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On Sale: December 18, 2007
Pages: 192 | ISBN: 978-0-307-42388-7
Published by : Harmony Potter/TenSpeed/Harmony
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This authoritative, fully accessible guide to early Christian movements sheds light on the hidden histories and intriguing mysteries that fueled the extraordinary success of books ranging from Dan Brown’s blockbuster The Da Vinci Code to Elaine Pagels’s critically acclaimed Beyond Belief: The Secret Gospel of Thomas.

From its earliest days, Christianity has been marked by a rich diversity of beliefs and practices. Different interpretations of Jesus’ life and mission, as well as conflicting views about worship and rituals, gave rise to numerous sects in the first centuries C.E. Condemned as heretical by the official Church, these early movements were lost to history until the twentieth century, when the discovery of ancient documents opened a new perspective on the evolution of Christianity.

The Beliefnet® Guide to Gnosticism and Other Vanished Christianities is a fascinating look at the diverse strands of the early Christian church. It examines the alternative Christian ideas propagated by the Gnostics, Sethians, Valentinians, Marcionites, Encratites, and Montanists, illuminating the philosophical sources and religious traditions that fostered them. Special attention is given to sects that presented the greatest challenges to the developing orthodoxy: the Hermeticists, the Manicheans, and the Neoplatonists. There are also thought-provoking discussions about the secret Gospel of Mark and the Gospels of Mary and Thomas, and the newly discovered Gospel of the Savior.

From the premier source of information on religion and spirituality, the Beliefnet Guides introduce you to the major traditions, leaders, and issues of faith in the world today.



The Many Kingdoms of God

Everyone who "comes in the Name of the Lord" ought to be received, but later when you have examined him you will know him, for you have the comprehension of the good and the bad. If the one who comes is a traveler, help him as much as you are able, but he will not stay with you more than two days, or perhaps three if needs be.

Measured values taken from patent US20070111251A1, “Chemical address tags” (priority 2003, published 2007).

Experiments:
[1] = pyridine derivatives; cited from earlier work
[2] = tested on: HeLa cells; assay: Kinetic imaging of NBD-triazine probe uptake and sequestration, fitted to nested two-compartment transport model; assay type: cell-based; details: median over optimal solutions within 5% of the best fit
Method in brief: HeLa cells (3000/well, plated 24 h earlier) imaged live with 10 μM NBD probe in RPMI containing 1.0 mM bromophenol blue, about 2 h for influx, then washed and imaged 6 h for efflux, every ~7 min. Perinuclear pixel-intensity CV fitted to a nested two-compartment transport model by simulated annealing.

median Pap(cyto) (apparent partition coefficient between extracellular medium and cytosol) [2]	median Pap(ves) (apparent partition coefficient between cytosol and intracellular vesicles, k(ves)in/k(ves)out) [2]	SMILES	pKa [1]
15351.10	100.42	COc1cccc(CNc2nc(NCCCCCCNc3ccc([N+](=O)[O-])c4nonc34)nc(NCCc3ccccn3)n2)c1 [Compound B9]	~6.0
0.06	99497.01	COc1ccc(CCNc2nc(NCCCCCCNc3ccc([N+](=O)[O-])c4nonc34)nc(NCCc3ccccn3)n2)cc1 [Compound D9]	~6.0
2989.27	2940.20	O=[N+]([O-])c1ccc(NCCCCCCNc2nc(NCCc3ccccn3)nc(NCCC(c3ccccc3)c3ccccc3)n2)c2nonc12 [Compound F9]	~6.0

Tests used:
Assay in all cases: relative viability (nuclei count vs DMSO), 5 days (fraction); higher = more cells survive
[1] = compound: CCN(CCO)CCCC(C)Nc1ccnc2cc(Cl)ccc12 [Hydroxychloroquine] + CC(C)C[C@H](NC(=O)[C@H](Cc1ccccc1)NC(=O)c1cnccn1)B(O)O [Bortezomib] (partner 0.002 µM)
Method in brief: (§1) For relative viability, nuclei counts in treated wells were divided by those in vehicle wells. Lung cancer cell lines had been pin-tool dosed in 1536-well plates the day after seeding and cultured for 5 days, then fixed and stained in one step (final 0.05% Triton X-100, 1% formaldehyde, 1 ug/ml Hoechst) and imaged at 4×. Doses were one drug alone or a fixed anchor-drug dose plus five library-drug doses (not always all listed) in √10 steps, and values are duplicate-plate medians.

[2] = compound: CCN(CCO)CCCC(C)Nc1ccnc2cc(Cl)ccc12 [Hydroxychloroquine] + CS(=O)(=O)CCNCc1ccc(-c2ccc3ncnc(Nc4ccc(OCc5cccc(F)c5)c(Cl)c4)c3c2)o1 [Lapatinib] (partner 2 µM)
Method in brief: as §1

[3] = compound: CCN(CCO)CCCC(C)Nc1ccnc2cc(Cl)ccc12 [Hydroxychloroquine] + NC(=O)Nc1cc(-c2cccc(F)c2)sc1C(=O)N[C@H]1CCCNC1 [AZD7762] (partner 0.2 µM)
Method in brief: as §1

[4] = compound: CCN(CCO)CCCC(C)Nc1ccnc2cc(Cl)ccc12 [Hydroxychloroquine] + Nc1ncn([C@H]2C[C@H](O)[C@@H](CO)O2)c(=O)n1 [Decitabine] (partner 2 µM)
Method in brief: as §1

--The Didache XII.1-2

Jesus and Diversity

Diversity in Christianity came directly from Jesus himself. It began long before his death, with the first proclamations of the Kingdom of God. This aspect of earliest Christianity--its multifacetedness, its inclusion of radically different conceptions of itself--was buried by the triumphalist story that the bishops wrote after they'd successfully suppressed their rivals. It will take some digging to uncover it but it is worth the effort. We will need to put aside some of our preconceptions before we can understand Jesus' mission and why he encouraged such diverse understandings of the religion he ended up founding.

First of all, Jesus was not a Christian. Jesus was a Jew who lived in a region occupied by the Romans. There two very different cultures and religious orientations thrived side by side, the Roman and the Jewish. The region was probably trilingual: Greek, spoken by all; Aramaic, spoken by the local people of Palestine and Judea; and Latin, the official administrative language of the Roman occupation forces. Jesus probably spoke two of these languages. We presume he spoke Greek because all of his preserved sayings--and in fact all of the earliest surviving Christian literature--exist primarily in Greek. Greek was the common language of the peoples living in occupied Judea, and it had been the intellectual language of the Jews since the time of Alexander the Great three centuries before. It is virtually certain that Jesus spoke Aramaic since it was the common language of the indigenous peoples of his region.

Second, Jesus never said he was God. I know this is hard for many contemporary Christians to understand, but it is true nonetheless. Christians affirm that Jesus is God, but that is something that Christians say, not anything that Jesus ever said about himself.

Jesus focused on proclaiming the Kingdom of God, a divine empire under God's sole imperial authority. He never clearly defined his own role in that kingdom. He never even defined precisely what constituted the Kingdom. He just proclaimed it to anyone who understood Greek. In the Greek-speaking Roman world there were many ways of understanding the divine nature of a person. Roman emperors, for example, were made gods upon their death, making the living emperor a "son of God." Although Jews maintained a monotheistic theology, they also included divine figures, or at least semidivine characters, in their worldview. Sophia, the divine mind of God, whose name literally means "wisdom," was one such figure. Jesus would have appeared as a divine messenger to Romans by virtue of his proclamation of the Kingdom of God and to Jews as well by virtue of the divine wisdom that he spoke. But Jesus never declared himself divine.

Third, if Jesus preached in Greek as opposed to Aramaic, we have to assume that he intended to communicate with anyone who could understand the language--Gentile and Jew alike. Jesus' message was not delivered just to the Jews and then carried to the Gentiles by Paul after his death, as most of our histories of Christianity tell us. Jesus intentionally undertook a universal mission himself. The use of Greek as the primary language of the proclamation of Jesus and the proclamation of the Kingdom of God by Jesus' followers emphasizes the universal mission of early Christianity. It is because this mission was already universal that Paul began his mission to the Gentiles. None of Paul's adversaries objected to his mission; they objected only to his dismissal of Jewish religious rites and practices for the Gentile Christians. The early church understood Paul's mission to be a continuation of Jesus' own.